German sausage is the wurst. Work your way through the options.
Despite the meaning of ‘ice leg’, ice is not used for the preparation of eisbein. This pickled ham hock is typically cured and slightly boiled. The Southern regions commonly prepare it by Schweinshaxe, a method involving roasting.
This is a relative newcomer to the German food lineup. Introduced in the 1960s and 1970s by Turkish immigrant workers, it quickly integrated as a favorite among German dishes.
Kadir Nurman proved a forerunner as the street seller responsible for popularizing the Turkish dish in Germany. In 1972, he served döner kebab sandwiches at West Berlin’s Zoo Station, giving the meaty treat a foot in the door. It went on to spread like wildfire through West and East Berlin, spreading in popularity from there to the rest of Germany.
At its introduction, the döner kebab was made up of meat – either chicken, veal, or lamb prepared on a spit – with onions and salad on the side. All too soon the dish progressed to be served with a choice of sauces and a generous portion of salad and vegetables. Of course, vegetarian and vegan options are now a norm, too.
Yes, I know, everyone knows that schnitzel is Austrian. Vienna Schnitzel speaks for itself, obviously. But everyone would be wrong! Schnitzel has its origins in Italy.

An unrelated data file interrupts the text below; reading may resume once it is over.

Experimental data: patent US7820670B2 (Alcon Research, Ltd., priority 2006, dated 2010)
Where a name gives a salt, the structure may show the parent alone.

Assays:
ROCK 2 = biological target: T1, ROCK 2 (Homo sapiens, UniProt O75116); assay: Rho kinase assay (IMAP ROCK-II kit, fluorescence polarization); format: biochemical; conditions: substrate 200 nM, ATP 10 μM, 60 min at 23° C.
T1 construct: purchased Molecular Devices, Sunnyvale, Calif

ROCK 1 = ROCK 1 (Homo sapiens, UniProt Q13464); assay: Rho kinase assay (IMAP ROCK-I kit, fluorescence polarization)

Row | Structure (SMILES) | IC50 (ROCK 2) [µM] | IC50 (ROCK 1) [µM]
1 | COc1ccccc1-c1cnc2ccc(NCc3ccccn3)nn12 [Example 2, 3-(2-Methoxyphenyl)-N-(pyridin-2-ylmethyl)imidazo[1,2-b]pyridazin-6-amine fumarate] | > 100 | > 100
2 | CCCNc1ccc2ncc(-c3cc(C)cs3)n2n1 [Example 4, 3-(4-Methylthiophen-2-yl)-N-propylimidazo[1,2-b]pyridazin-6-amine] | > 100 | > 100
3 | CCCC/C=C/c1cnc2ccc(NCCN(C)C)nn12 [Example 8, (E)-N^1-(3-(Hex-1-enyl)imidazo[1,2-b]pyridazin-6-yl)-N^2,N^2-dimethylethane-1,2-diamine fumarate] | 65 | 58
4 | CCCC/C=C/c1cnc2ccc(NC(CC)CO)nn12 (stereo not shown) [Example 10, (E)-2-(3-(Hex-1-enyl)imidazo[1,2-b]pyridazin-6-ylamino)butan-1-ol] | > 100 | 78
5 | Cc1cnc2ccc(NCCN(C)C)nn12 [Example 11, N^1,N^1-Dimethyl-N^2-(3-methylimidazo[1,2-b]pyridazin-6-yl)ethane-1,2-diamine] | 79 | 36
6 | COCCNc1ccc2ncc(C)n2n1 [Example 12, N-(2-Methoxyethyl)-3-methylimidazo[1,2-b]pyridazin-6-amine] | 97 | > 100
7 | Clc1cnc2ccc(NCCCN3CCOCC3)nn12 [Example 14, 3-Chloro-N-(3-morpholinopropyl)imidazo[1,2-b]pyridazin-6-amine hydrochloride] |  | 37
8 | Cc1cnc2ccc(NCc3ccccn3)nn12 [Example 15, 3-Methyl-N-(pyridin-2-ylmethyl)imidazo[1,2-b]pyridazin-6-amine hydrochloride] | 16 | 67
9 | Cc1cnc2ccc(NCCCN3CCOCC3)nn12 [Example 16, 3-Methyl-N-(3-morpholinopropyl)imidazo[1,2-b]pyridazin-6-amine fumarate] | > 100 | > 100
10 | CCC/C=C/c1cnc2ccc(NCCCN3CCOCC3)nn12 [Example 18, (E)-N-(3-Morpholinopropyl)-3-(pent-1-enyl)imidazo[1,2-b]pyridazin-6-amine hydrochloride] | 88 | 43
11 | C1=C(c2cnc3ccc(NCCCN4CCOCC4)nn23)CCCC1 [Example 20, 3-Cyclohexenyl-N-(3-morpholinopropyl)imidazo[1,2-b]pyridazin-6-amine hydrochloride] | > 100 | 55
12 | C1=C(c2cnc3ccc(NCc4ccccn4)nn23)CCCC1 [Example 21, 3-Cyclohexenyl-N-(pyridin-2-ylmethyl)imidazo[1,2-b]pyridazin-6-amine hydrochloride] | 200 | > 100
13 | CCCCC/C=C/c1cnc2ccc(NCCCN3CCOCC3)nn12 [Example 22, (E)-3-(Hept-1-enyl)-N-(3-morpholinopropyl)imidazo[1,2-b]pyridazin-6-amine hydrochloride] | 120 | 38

As Shakespeare so eloquently put it: “What’s in a name? That which we call a rose by any other name would smell just as sweet.” Austrian, German, or Italian – the crumbed and fried meat cutlet is celebrated as a popular addition to German dishes. In fact, it has ensconced itself as a German food through a unique German variation. The authentic Austrian or Vienna schnitzel or Wienerschnitzel must be made with veal. This is actually a legal stipulation!
As a food in Germany, however, tenderized pork and turkey are used in most traditional restaurants where it is served with fried potatoes. The German variety is also not served plain as in Austria but topped with any of one of a selection of sauces. Jägerschnitzel is topped with mushroom sauce, zigeunerschnitzel with bell pepper sauce, and rahmschnitzel with a creamy sauce. However you enjoy a schnitzel, in Germany, it goes well with a cold lager or a Franconian apple wine.
Black Forest Gâteau or Schwarzwälder Kirschtorte
We did say seven German dishes, but this gâteau synonymous with Germany must absolutely be mentioned as a kind of dessert offering now that we are done with the main meal.
You may be surprised to learn that the Black Forest Gâteau isn’t named after the Black Forest at all. There are two possible reasons behind the naming of this chocolate, cherry, and cream dessert, and these are:
- The German name for this delight is Schwarzwälder Kirschtorte. Let’s break that down for a hint at the origin of the name. Schwarzwälder is the German term for the Black Forest. Kirsch is an alcoholic drink made from cherries, and together with cream and cherries made up the original version of this German food Chocolate cake was a latecomer to the dish.
- The people of the Black Forest region traditionally wore a Bollenhut, a hat topped with bright red pom-poms. It is believed that the Black Forest Gâteau was inspired by this traditional costume.
Germany is the origin of many of the world’s most prolifically enjoyed foods. Come to the city of Hamburg to experience where the hamburger got its name. Frankfurt is obviously the namesake of the Frankfurter hot dog and Battenberg cake gets its name from the German town of Battenberg.
Find out the ins and outs of the ETIAS visa before planning a gastronomic adventure to Germany.